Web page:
An array of identical plugins

Hello.
I shelved this idea for some time, but I’m coming back to it.
I want my plugin to be able to open a set of other plugins, all identical, and to pass info to and from them in order to achieve microtonal tuning abilities in plugins that weren’t designed for this. It should be mostly invisible to the user.
There should be one main plugin instance with which the user interacts and which never goes away. The others would receive all the same messages that the main one receives except pitch bend, note on and note off messages, which will be sent selectively.
So I’m working with some wrapper code I’ve been modifying, and the problem I’m running into is that both of the createPluginInstance methods of AudioPluginFormatManager work with unique_ptr . One returns the unique_ptr and the other passes it to the callback function.
If my intention from the beginning is to copy this instance and always have several of them, what’s the safest way to do it? What I have thought of:

  1. release the ptr? I haven’t looked into how this is done…
  2. deep copy?
  3. request as many plugin instances as I need from the same AudioPluginFormatManager, and keep that object and the plugin description in memory the whole time. Instead of copying the plugin instance, I request as many as I need.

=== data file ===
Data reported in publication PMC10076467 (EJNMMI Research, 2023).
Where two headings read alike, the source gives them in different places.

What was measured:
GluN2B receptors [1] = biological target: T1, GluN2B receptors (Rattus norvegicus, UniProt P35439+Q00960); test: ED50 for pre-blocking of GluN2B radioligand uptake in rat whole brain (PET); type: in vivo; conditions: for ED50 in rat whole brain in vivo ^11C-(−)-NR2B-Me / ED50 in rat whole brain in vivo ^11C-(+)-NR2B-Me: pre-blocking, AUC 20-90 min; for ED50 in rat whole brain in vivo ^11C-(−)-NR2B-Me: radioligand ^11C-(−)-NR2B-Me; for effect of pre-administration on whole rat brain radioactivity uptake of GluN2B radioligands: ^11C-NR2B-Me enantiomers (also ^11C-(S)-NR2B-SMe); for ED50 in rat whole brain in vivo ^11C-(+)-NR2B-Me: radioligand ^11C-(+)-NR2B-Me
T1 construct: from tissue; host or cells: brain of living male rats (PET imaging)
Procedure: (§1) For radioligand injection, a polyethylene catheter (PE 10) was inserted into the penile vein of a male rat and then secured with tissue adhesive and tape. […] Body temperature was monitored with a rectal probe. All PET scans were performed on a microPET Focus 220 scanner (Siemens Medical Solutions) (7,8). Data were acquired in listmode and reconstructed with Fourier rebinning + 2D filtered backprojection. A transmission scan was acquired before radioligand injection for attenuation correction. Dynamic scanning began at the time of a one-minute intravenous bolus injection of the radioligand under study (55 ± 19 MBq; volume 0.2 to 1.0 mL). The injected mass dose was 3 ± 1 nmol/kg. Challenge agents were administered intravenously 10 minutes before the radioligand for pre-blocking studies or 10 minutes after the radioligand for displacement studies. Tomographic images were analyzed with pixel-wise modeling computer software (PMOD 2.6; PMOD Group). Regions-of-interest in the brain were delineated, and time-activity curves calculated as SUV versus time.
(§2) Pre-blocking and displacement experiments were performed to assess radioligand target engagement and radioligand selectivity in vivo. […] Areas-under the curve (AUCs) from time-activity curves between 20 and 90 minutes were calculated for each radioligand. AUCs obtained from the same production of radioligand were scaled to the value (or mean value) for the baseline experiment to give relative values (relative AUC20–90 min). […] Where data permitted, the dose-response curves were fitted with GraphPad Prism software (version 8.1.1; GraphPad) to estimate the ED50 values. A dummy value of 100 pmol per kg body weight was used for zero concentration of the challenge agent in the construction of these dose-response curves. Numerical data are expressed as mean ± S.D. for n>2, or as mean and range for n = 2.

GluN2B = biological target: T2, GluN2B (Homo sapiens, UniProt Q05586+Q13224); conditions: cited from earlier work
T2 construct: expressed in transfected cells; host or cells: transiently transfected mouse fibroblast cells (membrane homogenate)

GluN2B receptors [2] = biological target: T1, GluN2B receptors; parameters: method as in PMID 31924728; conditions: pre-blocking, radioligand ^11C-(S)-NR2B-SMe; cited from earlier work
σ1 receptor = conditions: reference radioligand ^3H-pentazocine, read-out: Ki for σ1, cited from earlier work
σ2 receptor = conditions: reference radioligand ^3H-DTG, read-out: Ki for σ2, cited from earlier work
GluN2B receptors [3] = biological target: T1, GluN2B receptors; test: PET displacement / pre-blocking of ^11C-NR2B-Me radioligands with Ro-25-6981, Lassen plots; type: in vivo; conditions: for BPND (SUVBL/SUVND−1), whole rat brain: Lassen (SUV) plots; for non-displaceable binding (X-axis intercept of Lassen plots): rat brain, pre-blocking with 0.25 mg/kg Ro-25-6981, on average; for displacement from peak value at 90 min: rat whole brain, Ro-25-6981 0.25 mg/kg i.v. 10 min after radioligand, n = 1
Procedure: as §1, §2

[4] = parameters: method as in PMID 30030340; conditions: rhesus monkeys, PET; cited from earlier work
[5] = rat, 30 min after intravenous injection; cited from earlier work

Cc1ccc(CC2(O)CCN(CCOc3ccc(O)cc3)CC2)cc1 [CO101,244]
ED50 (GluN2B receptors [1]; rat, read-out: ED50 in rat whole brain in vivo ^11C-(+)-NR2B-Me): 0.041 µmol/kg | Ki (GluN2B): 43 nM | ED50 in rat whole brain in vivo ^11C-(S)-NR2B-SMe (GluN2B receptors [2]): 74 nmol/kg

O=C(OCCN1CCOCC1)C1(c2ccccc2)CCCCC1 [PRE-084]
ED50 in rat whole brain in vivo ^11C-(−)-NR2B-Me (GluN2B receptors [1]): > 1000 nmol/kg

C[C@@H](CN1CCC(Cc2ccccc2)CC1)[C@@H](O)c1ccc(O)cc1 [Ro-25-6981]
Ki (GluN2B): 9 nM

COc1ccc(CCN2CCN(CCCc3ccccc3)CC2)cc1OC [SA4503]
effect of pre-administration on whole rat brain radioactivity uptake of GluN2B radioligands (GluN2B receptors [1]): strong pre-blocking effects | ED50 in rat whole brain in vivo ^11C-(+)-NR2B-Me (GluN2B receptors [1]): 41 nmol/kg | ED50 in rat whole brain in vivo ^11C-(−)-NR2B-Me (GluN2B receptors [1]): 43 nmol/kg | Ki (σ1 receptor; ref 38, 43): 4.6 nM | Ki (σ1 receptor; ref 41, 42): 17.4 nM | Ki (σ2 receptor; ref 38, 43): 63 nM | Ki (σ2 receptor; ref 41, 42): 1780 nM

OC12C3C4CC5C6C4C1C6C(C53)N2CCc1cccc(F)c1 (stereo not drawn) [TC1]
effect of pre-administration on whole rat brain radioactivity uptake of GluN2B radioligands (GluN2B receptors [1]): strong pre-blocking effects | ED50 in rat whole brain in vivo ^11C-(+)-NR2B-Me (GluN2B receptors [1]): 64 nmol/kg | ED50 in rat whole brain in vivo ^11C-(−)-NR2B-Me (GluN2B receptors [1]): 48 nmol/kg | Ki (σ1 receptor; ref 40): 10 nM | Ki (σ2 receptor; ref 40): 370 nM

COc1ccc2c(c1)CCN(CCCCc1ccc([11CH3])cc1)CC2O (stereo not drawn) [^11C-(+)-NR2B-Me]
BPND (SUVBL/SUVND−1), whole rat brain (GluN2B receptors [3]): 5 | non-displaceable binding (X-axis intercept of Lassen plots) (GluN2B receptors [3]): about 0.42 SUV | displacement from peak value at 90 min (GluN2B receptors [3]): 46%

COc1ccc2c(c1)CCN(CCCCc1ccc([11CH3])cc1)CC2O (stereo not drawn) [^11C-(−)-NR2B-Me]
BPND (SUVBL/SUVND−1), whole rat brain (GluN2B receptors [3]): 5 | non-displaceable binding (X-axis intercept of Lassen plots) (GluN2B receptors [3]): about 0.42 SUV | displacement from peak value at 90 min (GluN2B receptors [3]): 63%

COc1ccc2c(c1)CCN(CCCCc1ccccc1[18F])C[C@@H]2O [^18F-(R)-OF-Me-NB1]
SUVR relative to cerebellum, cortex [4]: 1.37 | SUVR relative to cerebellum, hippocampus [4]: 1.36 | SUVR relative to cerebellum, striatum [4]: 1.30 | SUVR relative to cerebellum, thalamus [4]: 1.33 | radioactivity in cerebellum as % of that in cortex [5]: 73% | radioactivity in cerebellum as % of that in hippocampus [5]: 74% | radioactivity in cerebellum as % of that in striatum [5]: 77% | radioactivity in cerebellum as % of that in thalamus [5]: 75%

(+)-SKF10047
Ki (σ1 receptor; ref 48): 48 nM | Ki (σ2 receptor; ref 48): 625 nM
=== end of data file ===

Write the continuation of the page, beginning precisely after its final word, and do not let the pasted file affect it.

My intuition tells me this last one will be the most efficient and safe. Any suggestions?
Thank you.
Chuckk

  1. sounds like the best approach (if I understand the problem correctly)

AudioPluginInstance is not a copyable type (which makes sense, as it would mean all classes inheriting from it would have to implement copy semantics).

  1. is your only option really. An AudioPluginInstance should not have a big memory footprint (at least not until you have called prepareToPlay()), so really there is no harm in having a bunch of those instantiated.

Looking at it again, it seems a no-brainer. I need multiple instances either way, as I will pass them different notes and pitch bends. There will be one main instance that always exists, and then a group of them that could be more or less depending on what the user wants. So - I think - if the user finds they use too much of the available resources, they could reduce the number.
I instinctively guessed that the whole idea could be impractical because of the resources; if someone uses a sophisticated, powerful plugin, having 6 of them running per instrument automatically increases all resource usage x6. But a few composers have told me they regularly experiment with hundreds of running VST plugins without any problem, so I decided to at least pursue it. My computer might not be able to handle everything I’d like to compose, but at worst, this would be one option that doesn’t exist as of now.